Analysis from Israel

Gaza’s health system is on the verge of collapse, Israeli defense officials warned last week. Their report echoed an international aid agency’s findings that Gaza hospitals are severely short of doctors, especially specialists, and lack 60 percent of necessary medications, including basics like painkillers and antibiotics. Entire hospital departments have closed due to the inability to offer treatment, and patients with cancer, diabetes or renal failure are simply being sent home.

You might think this situation would prompt at least one of the Palestinians’ two rival governments to take action. But you’d be wrong.

The Palestinian Authority, which repeatedly proclaims itself the sole legitimate government of both the West Bank and Gaza and is recognized as such internationally, receives billions in international aid to provide for humanitarian needs in both places. It ostensibly budgets 150 million shekels a year ($41.3 million) for medical supplies for Gaza. But it hasn’t paid this money in months.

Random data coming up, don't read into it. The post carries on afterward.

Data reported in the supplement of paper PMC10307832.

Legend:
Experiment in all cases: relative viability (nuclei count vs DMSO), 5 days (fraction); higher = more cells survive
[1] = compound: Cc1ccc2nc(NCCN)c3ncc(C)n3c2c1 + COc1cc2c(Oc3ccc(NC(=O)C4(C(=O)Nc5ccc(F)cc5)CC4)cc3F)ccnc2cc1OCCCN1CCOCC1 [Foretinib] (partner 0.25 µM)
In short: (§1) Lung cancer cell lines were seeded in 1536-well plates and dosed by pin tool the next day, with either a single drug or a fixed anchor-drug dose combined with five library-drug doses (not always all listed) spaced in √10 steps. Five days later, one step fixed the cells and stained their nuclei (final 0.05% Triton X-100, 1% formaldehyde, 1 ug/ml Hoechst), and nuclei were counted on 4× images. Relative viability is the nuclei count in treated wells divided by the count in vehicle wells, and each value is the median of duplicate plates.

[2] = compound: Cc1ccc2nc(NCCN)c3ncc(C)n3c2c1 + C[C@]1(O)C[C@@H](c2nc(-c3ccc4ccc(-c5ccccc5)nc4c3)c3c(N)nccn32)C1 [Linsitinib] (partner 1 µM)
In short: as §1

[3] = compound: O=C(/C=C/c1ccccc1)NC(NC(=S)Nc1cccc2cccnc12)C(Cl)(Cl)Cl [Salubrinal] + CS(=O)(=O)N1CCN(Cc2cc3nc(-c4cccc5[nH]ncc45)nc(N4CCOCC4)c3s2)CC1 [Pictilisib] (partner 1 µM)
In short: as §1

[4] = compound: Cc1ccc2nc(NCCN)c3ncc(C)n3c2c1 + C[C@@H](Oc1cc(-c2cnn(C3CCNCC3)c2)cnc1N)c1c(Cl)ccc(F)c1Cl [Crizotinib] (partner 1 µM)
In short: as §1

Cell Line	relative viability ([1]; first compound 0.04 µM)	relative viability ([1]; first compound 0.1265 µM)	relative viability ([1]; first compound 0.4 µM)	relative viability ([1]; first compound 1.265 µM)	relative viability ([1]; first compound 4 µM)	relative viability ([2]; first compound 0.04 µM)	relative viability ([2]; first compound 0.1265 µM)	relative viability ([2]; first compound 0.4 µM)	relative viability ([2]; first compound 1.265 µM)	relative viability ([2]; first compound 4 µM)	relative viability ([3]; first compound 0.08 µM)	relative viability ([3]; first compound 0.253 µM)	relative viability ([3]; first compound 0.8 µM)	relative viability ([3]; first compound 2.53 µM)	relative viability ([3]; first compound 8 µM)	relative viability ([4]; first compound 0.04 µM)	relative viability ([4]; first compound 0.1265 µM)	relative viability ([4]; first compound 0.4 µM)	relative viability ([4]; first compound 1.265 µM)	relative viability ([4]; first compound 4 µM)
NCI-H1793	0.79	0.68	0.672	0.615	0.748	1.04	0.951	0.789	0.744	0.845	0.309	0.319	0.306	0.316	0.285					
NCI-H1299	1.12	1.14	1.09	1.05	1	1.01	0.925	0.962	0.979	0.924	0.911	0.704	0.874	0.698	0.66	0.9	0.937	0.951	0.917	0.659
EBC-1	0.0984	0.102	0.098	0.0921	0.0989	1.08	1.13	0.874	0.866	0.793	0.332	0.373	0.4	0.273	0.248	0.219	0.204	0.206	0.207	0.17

Yet this same P.A. has no trouble finding $330 million a year to pay salaries to jailed terrorists. Evidently, paying terrorists is more important to it than its people’s health.

Nevertheless, the P.A.’s behavior pales beside that of Gaza’s real governing authority, Hamas. Two weeks ago, Hamas discussed the humanitarian problem with foreign officials, who then presented its ideas to Israeli officials. The organization proposed three possible scenarios, Haaretz reported. But none of them involved Hamas lifting a finger to help the people it governs.

Indeed, Hamas leader in Gaza Yahya Sinwar “made clear that under any of these scenarios, Hamas would not disarm,” wrote reporter Yaniv Kubovich. In other words, it won’t divert any of the hundreds of millions of dollars a year it spends on its own military to ease Gazans’ humanitarian plight.